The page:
Virocop logo Amiga Computing Gold Award

Usually the best cure for a virus is bed rest, TLC and chicken soup. But when a computer gets sick a more radical remedy is required. Tina Hackett introduces D.A.V.E, the robotic hero of Graftfold's latest.


First impressions of shoot-'em-up Virocop would suggest a fairly young audience. However, further investigation of the game reveals more to it than first appears. It's a mixture of shooter/platformer - a genre that has somehow been neglected on the Amiga of late - and has been created with such fine attention to detail that it looks set to shine..
Behind the game are the talented Graftgold team, renowned for such hits as Uridium, Fire and Ice, and Rainbow Islands.


As you can imagine, the majority of the game involves negotiating platforms and blasting the enemies and viruses into oblivion. There are a range of 20 different weapons at your disposal, from twin missile launchers to flame throwers. The shots you'll need to kill an enemy depend on the size and strength of it. Some may be killed with one straight bullet, others with a mortar bomb, for example.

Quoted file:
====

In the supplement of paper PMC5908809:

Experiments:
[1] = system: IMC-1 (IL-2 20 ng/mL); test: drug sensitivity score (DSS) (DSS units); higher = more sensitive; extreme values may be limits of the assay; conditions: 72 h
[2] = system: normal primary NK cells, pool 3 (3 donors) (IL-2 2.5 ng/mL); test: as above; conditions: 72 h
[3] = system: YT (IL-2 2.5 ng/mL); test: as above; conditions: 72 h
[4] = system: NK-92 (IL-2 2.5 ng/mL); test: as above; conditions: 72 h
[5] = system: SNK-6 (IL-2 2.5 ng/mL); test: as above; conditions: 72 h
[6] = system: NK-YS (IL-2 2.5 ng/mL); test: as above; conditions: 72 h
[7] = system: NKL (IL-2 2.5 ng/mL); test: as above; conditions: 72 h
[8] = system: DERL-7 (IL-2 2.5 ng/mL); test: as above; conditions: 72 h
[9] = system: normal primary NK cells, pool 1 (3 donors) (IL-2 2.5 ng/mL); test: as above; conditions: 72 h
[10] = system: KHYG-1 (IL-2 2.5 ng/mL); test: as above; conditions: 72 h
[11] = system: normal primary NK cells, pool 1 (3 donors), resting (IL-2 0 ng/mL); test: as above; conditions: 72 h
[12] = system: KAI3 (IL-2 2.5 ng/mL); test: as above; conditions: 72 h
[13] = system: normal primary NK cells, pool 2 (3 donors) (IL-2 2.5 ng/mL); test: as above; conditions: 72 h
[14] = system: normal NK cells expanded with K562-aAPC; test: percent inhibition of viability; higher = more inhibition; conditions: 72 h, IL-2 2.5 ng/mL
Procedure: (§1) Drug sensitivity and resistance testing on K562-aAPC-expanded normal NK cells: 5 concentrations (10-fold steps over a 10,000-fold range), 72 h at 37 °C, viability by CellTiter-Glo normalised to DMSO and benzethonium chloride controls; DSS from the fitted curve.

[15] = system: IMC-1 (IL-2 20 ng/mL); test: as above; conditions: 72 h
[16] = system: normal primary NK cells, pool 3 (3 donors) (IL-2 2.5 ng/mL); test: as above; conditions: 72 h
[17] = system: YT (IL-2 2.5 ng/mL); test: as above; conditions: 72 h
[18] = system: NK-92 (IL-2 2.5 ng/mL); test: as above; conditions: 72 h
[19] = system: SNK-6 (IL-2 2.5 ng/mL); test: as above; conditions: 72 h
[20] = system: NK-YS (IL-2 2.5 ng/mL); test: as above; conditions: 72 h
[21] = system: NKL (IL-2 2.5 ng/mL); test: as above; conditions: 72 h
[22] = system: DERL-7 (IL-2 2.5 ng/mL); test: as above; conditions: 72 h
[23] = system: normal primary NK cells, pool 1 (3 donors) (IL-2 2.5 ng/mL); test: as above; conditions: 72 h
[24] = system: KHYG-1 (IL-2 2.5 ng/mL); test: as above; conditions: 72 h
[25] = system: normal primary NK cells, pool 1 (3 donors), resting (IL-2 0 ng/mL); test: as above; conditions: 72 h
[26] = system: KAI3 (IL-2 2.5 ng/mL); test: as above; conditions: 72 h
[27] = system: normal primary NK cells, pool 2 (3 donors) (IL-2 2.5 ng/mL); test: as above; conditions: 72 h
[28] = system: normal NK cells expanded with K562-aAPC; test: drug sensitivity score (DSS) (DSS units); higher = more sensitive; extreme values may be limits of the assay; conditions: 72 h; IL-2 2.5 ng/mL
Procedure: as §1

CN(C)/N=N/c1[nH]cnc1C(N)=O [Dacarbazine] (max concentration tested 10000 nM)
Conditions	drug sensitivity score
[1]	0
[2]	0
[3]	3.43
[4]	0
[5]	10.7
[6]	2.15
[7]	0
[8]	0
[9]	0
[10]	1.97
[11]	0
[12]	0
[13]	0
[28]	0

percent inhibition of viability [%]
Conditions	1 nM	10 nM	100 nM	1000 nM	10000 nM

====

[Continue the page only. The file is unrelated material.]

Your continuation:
To finish a level you must exterminate a certain amount of viruses, so the game can be played in either of two ways. One is to rush through all the levels, avoiding enemy fire and stopping to kill just the viruses, or you can go at a more slower pace and kill baddies as you see them. However, the more points you earn, the more chance you have of earning an extra life. Bonus lives can be discovered on the levels and are also awarded at 10,000 40,000 points and so on..

D.A.V.E. runs on a battery which is drained as he is damaged. Pick-ups can be collected to replenish it and you'll need to be able to judge when you need them as you can't collect energy you can't use. There's also some kind of puzzle angle to the game as you have to figure out how to move certain platforms and which switches do what.



There isn't really a game like Virocop to compare it to. It's a cross between a shoot-'em-up and a platformer, and the nearest I can think of to describe Virocop is a cutesy Alien Breed. According to older colleagues, there was a similar game on the C64 some years ago - although non-one can remember its name!



Virocop sets the scenario of a virtual-holiday theme park. You play D.A.V.E. - Digital Armoured Virus Exterminator - who has been given the arduous task of ridding the park of viruses that have taken over and causing havoc on the game Disk.